Read the whole thing.
If Yu isn’t innocent, then no heterosexual male undergraduate is. And the single person most responsible for Yu’s persecution is, of course, Cappy Hill ’76, Vassar’s president.
Two Williams students were expelled in 2012-2013. Were both of them as “guilty” as Peter Yu?
From former Williams professor KC Johnson:
Kafka was born too early to write about Amherst College. At campus hearings on claims of sexual assault, procedures are relentlessly stacked again males and evidence of innocence doesn’t count. Amherst expelled a student for committing rape—despite text messages from the accuser, sent immediately after the alleged assault, (1) telling one student that she had initiated the sexual contact with the student she later accused (her roommate’s boyfriend); (2) inviting another student to her room for a sexual liaison minutes after she was allegedly raped.
Amherst, on grounds that the accused student (who, per college policy, had no attorney) didn’t discover the text messages until it was too late, has allowed the rape finding to stand, even though the college’s decision relied on the accuser’s credibility (which is now non-existent). Amherst faces a due-process lawsuit in the case.
Johnson’s summary of the case is even more damning than the Globe article we looked at yesterday. Read the whole thing.
What advice do you have for Amherst? I would settle with the student by either re-admitting him or paying him to finish elsewhere. You don’t want to go to trial with facts like these . . .
Williams is taking a community-driven approach to ending sexual violence. Read the Spring 2015 magazine cover story: http://t.co/GOZLCcI6j3
— Williams College (@WilliamsCollege) March 20, 2015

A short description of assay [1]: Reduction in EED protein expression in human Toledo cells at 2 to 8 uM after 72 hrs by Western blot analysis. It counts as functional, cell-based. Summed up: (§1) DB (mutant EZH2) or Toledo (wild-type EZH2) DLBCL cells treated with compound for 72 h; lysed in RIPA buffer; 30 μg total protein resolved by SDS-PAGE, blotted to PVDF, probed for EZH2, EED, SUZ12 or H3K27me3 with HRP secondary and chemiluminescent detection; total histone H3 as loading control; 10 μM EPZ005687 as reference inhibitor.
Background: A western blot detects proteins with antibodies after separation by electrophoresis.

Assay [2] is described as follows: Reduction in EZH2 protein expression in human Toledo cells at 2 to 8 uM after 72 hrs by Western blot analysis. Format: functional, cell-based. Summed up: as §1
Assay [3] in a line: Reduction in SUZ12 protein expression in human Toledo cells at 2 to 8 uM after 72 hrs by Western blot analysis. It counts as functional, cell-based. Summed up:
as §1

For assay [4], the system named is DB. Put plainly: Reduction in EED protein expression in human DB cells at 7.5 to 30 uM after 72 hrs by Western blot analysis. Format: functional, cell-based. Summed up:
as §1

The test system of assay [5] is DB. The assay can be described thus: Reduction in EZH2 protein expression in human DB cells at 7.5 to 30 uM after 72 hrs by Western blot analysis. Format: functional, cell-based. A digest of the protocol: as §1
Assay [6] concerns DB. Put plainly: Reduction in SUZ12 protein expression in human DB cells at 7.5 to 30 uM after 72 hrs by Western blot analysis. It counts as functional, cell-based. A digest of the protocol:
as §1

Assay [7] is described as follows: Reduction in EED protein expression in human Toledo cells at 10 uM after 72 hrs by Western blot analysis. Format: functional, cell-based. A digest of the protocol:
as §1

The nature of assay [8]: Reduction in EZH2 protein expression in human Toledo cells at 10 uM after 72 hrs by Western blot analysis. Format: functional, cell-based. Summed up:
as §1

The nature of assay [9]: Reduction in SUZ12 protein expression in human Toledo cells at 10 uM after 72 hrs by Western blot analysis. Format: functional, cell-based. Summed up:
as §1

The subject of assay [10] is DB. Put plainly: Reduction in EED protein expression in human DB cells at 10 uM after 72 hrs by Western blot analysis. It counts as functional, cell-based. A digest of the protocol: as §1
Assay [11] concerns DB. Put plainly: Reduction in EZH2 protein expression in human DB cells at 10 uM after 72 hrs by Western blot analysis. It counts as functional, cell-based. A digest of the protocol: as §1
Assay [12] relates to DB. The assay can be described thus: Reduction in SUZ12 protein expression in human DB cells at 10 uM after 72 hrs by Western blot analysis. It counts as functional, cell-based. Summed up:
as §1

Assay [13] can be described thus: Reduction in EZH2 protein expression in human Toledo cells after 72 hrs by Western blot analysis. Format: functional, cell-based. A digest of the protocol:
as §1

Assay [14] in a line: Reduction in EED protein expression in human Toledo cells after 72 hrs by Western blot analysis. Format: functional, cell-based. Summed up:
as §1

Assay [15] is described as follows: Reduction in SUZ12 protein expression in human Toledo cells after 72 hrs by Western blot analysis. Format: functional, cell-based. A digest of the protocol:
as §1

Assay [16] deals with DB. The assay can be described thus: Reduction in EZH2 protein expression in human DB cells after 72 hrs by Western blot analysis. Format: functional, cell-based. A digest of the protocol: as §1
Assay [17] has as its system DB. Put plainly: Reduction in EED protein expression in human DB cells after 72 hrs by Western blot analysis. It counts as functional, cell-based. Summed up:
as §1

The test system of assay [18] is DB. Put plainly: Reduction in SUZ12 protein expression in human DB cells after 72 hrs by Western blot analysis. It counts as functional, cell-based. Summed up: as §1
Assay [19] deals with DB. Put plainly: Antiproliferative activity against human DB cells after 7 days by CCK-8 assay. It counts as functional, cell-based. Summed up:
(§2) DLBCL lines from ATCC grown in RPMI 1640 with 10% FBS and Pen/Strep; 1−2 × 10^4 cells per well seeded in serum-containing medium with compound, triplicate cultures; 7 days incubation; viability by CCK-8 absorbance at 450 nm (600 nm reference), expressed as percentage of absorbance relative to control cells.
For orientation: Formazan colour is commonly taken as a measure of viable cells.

Good to see Williams taking a lead on sexual assault prevention. Read the whole article. I was especially pleased with this portion.
College sexual assault is a serious problem, both at Williams and across the country. Although the oft-cited statistic of 1 in 5 women being sexually assaulted during their college years is highly misleading (c.f., Emily Yoffe’s reporting in Slate), even a single rape is one too many.
Good stuff! No one denies that sexual assault is a problem. But it is nice to see Williams avoid the inaccurate statistics and out-of-control moral panic that is all too common on other campuses. Yoffe (a liberal reported writing in a liberal news outlet) provides an excellent overview of the issue. Kudos to the Alumni Review for framing the problem correctly.
Much more commentary below . . .
The most recent annual report on sexual assault is out. Let’s spend 10 days talking about it! Today is day 1.
1) Below the break is the version mailed to students. I think that this is the same as the web version. And, as always, thanks to our sources!
2) Why isn’t Meg Bossong ’05, Director of Sexual Assault Prevention and Response, the author of this report, rather than Dean Bolton? Bossong has been at Williams for almost a year and has, by all accounts, committed herself fully to the job. Bolton is a busy person, so why doesn’t she delegate this important and time-consuming work?
3) This gets to the question of Dean Bolton’s attitude toward sexual assault at Williams. Being a charitable person, I want her attitude to be a good one: Williams should fight to decrease the incidence of sexual assault, but not at the cost of due process for accused students. If an informed observer, like former faculty member KC Johnson, thinks that Bolton is balancing these concerns in a reasonable way, than kudos to her! But I am concerned — and more than one (male) student has echoed similar sentiments — that Dean Bolton is more of a social justice warrior (SWJ) Dean, someone less interested in due process than she ought to me.
Comments from readers?
Perhaps EphBlog needs more sex blogging? Or sexual assault blogging? Reader requests are always welcome! In the meantime, here is former faculty member KC Johnson writing last September:
The Times and the Nation have both published articles on California’s “affirmative consent” bill, the litigator’s dream signed into law Sunday by Governor Jerry Brown. One piece was responsible journalism; the other was agitprop. Given that Richard Pérez-Peña co-authored the Times article, it’s not hard to guess which was agitprop.
We reviewed a different article by Perez-Pena last year. Calling his work agitprop gives him too much credit. It takes real intelligence to produce agitprop! Read KC’s article for a thorough Fisking.
Who among our readers thinks that the affirmative consent standard would be a good idea for Williams?